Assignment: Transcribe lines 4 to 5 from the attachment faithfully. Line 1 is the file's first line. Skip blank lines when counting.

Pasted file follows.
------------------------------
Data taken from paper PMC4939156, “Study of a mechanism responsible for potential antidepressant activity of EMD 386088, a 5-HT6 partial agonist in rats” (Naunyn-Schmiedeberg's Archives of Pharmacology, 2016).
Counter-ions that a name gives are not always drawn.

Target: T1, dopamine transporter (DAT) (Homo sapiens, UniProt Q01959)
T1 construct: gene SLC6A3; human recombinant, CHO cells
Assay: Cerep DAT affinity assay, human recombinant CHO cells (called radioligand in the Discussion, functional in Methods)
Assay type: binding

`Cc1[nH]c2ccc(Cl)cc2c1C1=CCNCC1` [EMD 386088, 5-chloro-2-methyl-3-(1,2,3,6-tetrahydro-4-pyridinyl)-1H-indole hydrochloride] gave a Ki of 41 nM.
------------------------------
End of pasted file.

T1 construct: gene SLC6A3; human recombinant, CHO cells
Assay: Cerep DAT affinity assay, human recombinant CHO cells (called radioligand in the Discussion, functional in Methods)